fri 19/07/2024

'The first thing I do when I wake up is write ' Hilary Mantel, 1952-2022 | reviews, news & interviews

'The first thing I do when I wake up is write.' Hilary Mantel, 1952-2022

'The first thing I do when I wake up is write.' Hilary Mantel, 1952-2022

An interview with the novelist the morning after she won the Man Booker Prize for the first time

'It may not change your writing but your career is a different thing': double Man Booker winner Hilary Mantel

Hilary Mantel, who has died at the age of 70, was a maker of literary history. Wolf Hall, an action-packed 650-page brick of a book about the rise and rise of Thomas Cromwell, won the Man Booker Prize in 2009. Three years later its successor, Bring Up the Bodies, became the first sequel ever to win the prize in its 44-year history.

Then came the RSC's stage adaptation of both novels, while the BBC adapted Wolf Hall, with Mark Rylance (pictured below) in the title role. Finally, after a long wait for her fans, came The Mirror & the Light, which followed its predecessors into the theatre, this time co-adapted by the author herself.

As she movingly described in her memoir, Giving Up the Ghost (2003), Mantel's life involved considerable struggle. Even without her health problems, she had a difficult enough childhood growing up in Derbyshire, whose accent she firmly retained. Her father was more or less ousted from the home when she was 11 and, taking her stepfather’s surname, she never saw him again.

A king who had six wives and cut the heads off two of them? It's outrageous

Mantel went on to suffer years of medical misdiagnosis, including mental illness. She married at 20. Her husband Gerald was a geologist whose job took them to Botswana. There, researching her own symptoms, she duly discovered that she had endometriosis, in which tissue lining the inside of the uterus begins to grow on the outside too. The cost was the loss of her womb and of the chance to have a child – the ghost of the title of her memoir. Steroid treatment encased the ghost of a svelte Mantel inside a larger frame.

Her debut novel, Every Day is Mother's Day, was published in 1985; its sequel, Vacant Possession, came the following year. Eight Months on Ghazzah Street, inspired by a period when her husband's work took them to Saudi Arabia, came out in 1988. A year later Fludd, set partly in a northern English village in the heady religious atmosphere of the 17th century, "bears some but not much resemblance," its author advised, "to the Roman Catholic Church in the real world, c. 1956." It won several awards. A Place of Greater Safety, an ambitious historical novel set in the French Revolution, appeared in 1992. A prolific decade also yielded A Change in Climate (1994), An Experiment in Love (1995) and The Giant, O'Brien (1998). Aside from the memoir and some short stories also provoked by childhood recollections, her only other novel until she embarked on the Wolf Hall trilogy about Cromwell was Beyond Black (2005). She was appointed a CBE in 2006 and a DBE in 2014.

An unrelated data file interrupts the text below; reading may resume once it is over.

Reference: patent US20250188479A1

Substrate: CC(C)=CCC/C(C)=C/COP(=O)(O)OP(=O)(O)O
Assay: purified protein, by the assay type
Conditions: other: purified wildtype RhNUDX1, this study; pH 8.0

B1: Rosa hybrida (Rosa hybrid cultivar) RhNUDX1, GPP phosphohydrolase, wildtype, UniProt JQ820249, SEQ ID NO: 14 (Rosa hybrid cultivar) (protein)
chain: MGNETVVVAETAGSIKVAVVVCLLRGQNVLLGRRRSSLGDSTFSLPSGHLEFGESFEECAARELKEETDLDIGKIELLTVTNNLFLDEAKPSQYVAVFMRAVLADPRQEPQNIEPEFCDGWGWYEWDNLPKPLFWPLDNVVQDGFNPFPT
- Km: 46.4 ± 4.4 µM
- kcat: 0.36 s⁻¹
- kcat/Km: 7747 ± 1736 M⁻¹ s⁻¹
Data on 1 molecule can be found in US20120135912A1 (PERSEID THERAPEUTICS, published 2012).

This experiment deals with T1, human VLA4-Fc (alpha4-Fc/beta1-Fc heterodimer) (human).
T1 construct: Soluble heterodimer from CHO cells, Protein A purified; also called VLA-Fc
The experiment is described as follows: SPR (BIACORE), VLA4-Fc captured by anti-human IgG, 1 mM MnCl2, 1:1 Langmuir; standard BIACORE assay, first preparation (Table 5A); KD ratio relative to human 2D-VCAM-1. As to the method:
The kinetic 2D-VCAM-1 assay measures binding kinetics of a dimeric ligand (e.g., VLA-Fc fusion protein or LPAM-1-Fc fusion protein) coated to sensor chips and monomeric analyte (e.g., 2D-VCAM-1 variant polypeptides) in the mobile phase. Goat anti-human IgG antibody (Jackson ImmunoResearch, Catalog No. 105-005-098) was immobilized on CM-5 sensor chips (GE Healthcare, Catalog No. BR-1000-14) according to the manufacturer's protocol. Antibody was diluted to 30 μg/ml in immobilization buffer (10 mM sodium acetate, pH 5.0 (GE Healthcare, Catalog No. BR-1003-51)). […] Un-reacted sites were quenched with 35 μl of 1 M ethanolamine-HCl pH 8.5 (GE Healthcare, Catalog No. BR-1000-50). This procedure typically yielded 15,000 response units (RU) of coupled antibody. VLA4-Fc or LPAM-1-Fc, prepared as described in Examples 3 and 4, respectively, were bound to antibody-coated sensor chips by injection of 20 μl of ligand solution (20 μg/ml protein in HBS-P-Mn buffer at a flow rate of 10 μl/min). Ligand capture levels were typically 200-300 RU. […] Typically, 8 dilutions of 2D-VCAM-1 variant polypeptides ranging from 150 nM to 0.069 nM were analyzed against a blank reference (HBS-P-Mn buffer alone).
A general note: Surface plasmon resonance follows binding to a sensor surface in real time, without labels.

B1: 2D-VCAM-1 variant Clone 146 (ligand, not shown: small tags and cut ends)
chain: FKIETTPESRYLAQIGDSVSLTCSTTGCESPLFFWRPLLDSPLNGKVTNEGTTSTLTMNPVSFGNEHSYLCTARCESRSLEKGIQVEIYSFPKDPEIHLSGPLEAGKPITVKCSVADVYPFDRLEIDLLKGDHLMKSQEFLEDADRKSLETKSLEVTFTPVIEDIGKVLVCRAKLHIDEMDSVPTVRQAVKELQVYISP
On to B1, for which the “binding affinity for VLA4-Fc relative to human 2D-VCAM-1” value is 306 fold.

This interview was conducted with Mantel the morning after she won the Booker Prize for the first time. It is reproduced here in full.

JASPER REES: The morning after the night before, one tabloid headline attributed your first Booker victory as if by divine right to the monarchy. "Booker Prize is won by Henry VIII," it said. What did you make of that?

HILARY MANTEL: He’d have claimed it. That’s the thing about Henry. Wolsey warns Cromwell that he will take credit for all your successes and he will blame you for all your failures. And that is the prerogative of an absolute monarch. It’s a very odd thing because you prepare yourself for failure, so two of you go to the Booker dinner, the one who is going to win and the one who is going to lose. It really is a big thing and I would never try to deny that. I’m not going to play it cool. You know it is going to change your career. It may not change your writing, but your career is a different thing.

Presumably it also changed the future of the expected sequel?

People had been saying to me, “Hurry up.” One lady wrote to me and expressed a wish that the sequel would come along soon and put, “PS I am 94.” It made me feel very responsible. The wonderful thing for me was the warmth of the reception for Wolf Hall even before the Booker shortlisting. Because can you imagine how it would be if you wrote a big novel like this, looking to a sequel, and people were tepid in their reception? It wouldn’t really hearten you to get on with the next book.

To promote the book you used a particular phrase several times. When did you first mint the idea of the Tudor period as “our national soap opera"?

It may not even have originated with me. I couldn’t tell you. It’s a real cliché but you’re under the pressure to get to the point quickly and something like that comes out. But I think it’s true, because I sometimes think we must be the envy of other nations. A king who had six wives and cut the heads off two of them? It’s outrageous. It doesn’t seem like real life. It seems like a novel. And what we have to remember is that Henry didn't know he was going to have six wives. Even when he married number five he didn’t know it. The temptation is to view it from a distance and think it was all predetermined. And it wasn’t. I’m trying to catch people as they’re moving forwards through their lives.